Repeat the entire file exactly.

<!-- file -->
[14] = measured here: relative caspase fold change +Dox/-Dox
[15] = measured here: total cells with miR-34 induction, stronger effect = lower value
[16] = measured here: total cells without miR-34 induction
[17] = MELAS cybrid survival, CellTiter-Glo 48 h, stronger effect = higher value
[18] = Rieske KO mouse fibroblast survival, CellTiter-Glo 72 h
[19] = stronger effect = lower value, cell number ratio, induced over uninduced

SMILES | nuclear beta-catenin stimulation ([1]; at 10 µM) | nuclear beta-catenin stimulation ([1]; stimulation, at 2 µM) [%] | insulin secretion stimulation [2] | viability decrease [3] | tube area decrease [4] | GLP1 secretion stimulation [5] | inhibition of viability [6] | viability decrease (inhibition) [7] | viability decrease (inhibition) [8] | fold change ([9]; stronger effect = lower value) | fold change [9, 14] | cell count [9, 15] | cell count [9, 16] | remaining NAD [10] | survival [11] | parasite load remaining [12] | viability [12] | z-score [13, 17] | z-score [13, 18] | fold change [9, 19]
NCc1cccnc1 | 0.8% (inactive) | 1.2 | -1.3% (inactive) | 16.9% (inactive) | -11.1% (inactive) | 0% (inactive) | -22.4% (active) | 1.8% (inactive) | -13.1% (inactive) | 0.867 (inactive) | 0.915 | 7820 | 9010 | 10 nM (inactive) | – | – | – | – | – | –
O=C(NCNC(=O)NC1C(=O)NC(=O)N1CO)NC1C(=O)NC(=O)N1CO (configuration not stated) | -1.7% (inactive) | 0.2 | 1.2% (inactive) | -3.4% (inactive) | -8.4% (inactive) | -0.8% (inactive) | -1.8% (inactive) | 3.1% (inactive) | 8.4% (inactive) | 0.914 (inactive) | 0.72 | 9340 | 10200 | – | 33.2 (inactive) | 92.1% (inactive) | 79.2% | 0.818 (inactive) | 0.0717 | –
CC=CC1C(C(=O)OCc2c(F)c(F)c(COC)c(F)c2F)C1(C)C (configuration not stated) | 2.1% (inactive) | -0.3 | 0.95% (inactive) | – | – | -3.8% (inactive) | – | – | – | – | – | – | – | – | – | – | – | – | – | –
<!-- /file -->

[14] = measured here: relative caspase fold change +Dox/-Dox
[15] = measured here: total cells with miR-34 induction, stronger effect = lower value
[16] = measured here: total cells without miR-34 induction
[17] = MELAS cybrid survival, CellTiter-Glo 48 h, stronger effect = higher value
[18] = Rieske KO mouse fibroblast survival, CellTiter-Glo 72 h
[19] = stronger effect = lower value, cell number ratio, induced over uninduced

SMILES | nuclear beta-catenin stimulation ([1]; at 10 µM) | nuclear beta-catenin stimulation ([1]; stimulation, at 2 µM) [%] | insulin secretion stimulation [2] | viability decrease [3] | tube area decrease [4] | GLP1 secretion stimulation [5] | inhibition of viability [6] | viability decrease (inhibition) [7] | viability decrease (inhibition) [8] | fold change ([9]; stronger effect = lower value) | fold change [9, 14] | cell count [9, 15] | cell count [9, 16] | remaining NAD [10] | survival [11] | parasite load remaining [12] | viability [12] | z-score [13, 17] | z-score [13, 18] | fold change [9, 19]
NCc1cccnc1 | 0.8% (inactive) | 1.2 | -1.3% (inactive) | 16.9% (inactive) | -11.1% (inactive) | 0% (inactive) | -22.4% (active) | 1.8% (inactive) | -13.1% (inactive) | 0.867 (inactive) | 0.915 | 7820 | 9010 | 10 nM (inactive) | – | – | – | – | – | –
O=C(NCNC(=O)NC1C(=O)NC(=O)N1CO)NC1C(=O)NC(=O)N1CO (configuration not stated) | -1.7% (inactive) | 0.2 | 1.2% (inactive) | -3.4% (inactive) | -8.4% (inactive) | -0.8% (inactive) | -1.8% (inactive) | 3.1% (inactive) | 8.4% (inactive) | 0.914 (inactive) | 0.72 | 9340 | 10200 | – | 33.2 (inactive) | 92.1% (inactive) | 79.2% | 0.818 (inactive) | 0.0717 | –
CC=CC1C(C(=O)OCc2c(F)c(F)c(COC)c(F)c2F)C1(C)C (configuration not stated) | 2.1% (inactive) | -0.3 | 0.95% (inactive) | – | – | -3.8% (inactive) | – | – | – | – | – | – | – | – | – | – | – | – | – | –